Libertarian thoughts on LGBTQ non-discrimination law in Houston

Dana EttingerLast week, the LGBTQ rights movement faced its first major setback since the marriage equality ruling in June. Voters in Houston voted down a city ordinance that would include gender identity and sexual orientation as protected classes in nondiscrimination laws. The ordinance, referred to as Proposition 1, was widely supported by the city council. Its proponents were confident that the progressive citizens of Houston would easily continue the trend of inclusivity, tolerance and nondiscrimination.

However, they didn’t expect a highly efficient and very well-marketed opposition campaign. Running on the slogan “No men in women’s bathrooms,” social conservatives created an impressive fear-based movement that proved more potent than the promise of equality. There are several moving parts within this story, but this column is going to address the libertarian interaction with the issue.

MIKE GIFFORD/CC BY-NC 2.0 One solution is to create separate spaces for transgender individuals.

One solution is to create separate spaces for transgender individuals.

Libertarians have been staunch allies of the LGBTQ community for decades. The first openly gay man to run for president was 1972 Libertarian Party nominee John Hospers. Several LGBTQ rights organizations are openly affiliated with the National Libertarian Party. Libertarian principles of individual self-determination apply even for those who might have various religious objections for the LGBTQ community — while they might personally object, they’d never seek to use the government as a vehicle for imposing their personal beliefs on someone else, thus infringing on their self-ownership.

Self-ownership is one of the cornerstones of libertarian support for LGBTQ rights. It’s the principle that every person owns his or her body and that no other individual or group can violate the rights that come with that ownership. It is from here that libertarians draw their largely liberal social views, that no one else should be allowed to dictate what you can or cannot do to your own body without violating this principle of autonomy. Individual liberty is the cause célèbre of the Libertarian Party. The belief that the freedom of the individual to determine his or her own path is paramount. From this perspective, libertarians hold a “live and let live” attitude when it comes to how people live their lives. They don’t care who you love or how you express that love as long as you don’t infringe on anyone else’s right to do the same.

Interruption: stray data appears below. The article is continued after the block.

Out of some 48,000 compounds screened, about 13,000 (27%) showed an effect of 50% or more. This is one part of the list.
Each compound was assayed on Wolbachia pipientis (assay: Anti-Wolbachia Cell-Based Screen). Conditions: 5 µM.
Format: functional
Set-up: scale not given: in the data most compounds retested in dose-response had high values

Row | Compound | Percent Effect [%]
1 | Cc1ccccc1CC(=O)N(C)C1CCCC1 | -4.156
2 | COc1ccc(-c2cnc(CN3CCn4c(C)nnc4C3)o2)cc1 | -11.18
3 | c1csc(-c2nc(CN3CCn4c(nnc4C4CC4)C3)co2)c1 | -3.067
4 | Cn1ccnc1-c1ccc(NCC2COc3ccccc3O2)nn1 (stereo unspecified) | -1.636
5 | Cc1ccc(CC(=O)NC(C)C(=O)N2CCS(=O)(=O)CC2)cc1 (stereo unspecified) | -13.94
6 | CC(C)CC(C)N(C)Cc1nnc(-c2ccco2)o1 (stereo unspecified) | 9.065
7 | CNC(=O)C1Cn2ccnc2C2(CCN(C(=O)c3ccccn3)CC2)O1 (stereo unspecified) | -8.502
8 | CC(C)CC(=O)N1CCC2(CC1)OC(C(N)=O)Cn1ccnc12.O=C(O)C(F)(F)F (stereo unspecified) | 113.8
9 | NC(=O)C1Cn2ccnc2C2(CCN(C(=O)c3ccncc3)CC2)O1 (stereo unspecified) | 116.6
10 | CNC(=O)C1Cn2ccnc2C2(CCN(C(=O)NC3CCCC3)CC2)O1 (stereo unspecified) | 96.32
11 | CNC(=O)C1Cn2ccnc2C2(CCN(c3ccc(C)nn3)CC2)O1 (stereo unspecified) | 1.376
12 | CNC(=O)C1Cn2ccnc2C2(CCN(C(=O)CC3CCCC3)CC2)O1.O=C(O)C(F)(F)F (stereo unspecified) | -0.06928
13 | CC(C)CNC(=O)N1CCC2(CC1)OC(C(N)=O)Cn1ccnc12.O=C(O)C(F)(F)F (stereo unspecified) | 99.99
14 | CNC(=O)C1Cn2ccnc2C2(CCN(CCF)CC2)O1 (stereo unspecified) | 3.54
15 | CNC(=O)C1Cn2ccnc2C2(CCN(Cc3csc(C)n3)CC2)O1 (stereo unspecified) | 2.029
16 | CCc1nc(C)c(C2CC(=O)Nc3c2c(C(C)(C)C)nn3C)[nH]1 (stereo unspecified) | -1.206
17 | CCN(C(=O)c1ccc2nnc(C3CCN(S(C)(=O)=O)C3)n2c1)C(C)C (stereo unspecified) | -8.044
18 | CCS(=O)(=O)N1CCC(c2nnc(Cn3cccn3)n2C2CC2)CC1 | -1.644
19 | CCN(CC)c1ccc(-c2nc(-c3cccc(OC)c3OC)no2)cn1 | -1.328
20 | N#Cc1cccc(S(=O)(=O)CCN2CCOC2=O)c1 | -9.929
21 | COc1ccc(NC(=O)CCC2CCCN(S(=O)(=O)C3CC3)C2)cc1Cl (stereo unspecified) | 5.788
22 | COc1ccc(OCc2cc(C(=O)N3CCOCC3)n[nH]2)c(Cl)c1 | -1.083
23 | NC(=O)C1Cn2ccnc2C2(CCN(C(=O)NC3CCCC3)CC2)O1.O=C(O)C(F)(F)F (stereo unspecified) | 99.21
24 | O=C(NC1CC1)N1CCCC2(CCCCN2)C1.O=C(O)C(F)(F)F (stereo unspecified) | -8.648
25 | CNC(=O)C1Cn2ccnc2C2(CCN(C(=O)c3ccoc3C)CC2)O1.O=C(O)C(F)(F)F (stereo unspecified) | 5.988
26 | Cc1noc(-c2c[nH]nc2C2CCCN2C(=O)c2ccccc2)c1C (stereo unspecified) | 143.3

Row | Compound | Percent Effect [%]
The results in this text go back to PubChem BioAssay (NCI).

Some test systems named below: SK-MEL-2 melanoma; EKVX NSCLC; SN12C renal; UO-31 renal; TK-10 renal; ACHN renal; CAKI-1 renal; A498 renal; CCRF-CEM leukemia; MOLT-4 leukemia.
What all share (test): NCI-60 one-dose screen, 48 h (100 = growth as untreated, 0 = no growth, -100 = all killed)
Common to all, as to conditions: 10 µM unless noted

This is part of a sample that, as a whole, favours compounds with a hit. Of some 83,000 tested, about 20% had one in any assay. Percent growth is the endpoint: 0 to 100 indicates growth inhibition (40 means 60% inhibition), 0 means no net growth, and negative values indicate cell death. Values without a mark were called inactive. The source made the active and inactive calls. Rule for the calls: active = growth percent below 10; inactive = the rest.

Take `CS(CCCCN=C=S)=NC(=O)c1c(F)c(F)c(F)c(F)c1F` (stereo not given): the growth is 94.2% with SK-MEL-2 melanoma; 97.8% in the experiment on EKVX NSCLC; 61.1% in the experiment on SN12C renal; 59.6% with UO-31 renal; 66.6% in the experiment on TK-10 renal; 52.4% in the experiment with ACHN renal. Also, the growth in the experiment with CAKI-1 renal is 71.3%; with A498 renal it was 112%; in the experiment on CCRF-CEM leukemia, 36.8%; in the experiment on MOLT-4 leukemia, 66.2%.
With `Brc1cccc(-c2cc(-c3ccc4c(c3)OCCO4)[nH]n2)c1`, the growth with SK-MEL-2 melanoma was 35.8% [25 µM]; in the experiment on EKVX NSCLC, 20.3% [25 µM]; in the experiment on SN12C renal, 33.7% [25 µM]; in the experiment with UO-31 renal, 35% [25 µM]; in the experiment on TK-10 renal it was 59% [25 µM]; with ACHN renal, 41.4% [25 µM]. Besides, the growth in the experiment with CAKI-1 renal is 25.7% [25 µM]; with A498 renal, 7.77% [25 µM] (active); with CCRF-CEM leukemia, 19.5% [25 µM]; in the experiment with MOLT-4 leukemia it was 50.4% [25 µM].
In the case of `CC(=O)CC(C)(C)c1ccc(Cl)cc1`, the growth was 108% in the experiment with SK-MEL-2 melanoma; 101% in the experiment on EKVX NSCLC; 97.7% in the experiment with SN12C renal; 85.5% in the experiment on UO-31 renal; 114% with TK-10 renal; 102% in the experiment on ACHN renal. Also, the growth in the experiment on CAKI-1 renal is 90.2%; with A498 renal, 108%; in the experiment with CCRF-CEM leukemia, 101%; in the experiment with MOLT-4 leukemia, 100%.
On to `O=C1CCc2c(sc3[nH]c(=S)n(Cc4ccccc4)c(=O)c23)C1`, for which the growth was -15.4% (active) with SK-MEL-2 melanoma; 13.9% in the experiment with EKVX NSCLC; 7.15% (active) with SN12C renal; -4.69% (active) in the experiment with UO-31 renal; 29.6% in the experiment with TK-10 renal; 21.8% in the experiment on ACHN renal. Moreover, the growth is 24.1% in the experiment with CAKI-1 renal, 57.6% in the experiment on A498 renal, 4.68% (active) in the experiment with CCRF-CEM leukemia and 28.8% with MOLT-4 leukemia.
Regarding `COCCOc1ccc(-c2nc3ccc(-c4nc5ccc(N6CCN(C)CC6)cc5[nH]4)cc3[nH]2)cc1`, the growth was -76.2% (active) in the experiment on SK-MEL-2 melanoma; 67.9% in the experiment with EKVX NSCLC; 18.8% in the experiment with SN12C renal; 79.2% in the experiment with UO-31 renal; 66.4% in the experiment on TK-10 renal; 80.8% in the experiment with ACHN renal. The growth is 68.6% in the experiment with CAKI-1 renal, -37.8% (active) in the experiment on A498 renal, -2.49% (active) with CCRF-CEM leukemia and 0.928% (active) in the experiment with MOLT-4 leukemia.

The same goes for expressing gender identity. Unlike social conservatives who believe the government should act as a guardian of pre-determined “morality,” libertarians trust people to determine their own values. It is only when the natural rights of others to life and liberty have been infringed upon that libertarians take issue.

The protection of those laws is the only legitimate function of government. There are many nuances of this idea and they have countless iterations and justifications, but from a very basic standpoint, the purpose of government is to protect each citizen’s natural rights. LGBTQ Americans are citizens to the exact same extent as heterosexual, cisgender Americans.

Hence the protection of their rights does indeed fall under the purview of the government.

This brings us back to the Houston bathroom issue: Should transgender people be allowed to use the bathrooms that accord with their gender identity rather than their given sex? Despite the support for transgender rights and disdain for discrimination against them, libertarians do not have an easy answer. Part of the problem lies in being conscious of singling anyone out.

One solution proposed by school districts facing this issue is to create separate spaces for transgender students to use. But creating separate bathrooms or changing rooms for transgender students in schools or adults in the workplace creates a separate class rather than treating everyone equally. It also raises questions about the school’s ability to force the student to use the separate facilities. It doesn’t properly balance the comfort and security of the transgender student and his or her classmates, especially with regard to locker rooms. These are thorny issues, and no one has a clear answer.

Ultimately, Proposition 1 was a non-discrimination law. Libertarians disapprove of discrimination and bigotry in all forms and would have fully supported Prop 1 for this reason. The plight of the transgender community and the LGBTQ community as a whole is one libertarians want to help improve. Hopefully future efforts will be met with more acceptance and a more enlightened dialogue informed by reason rather than fear.

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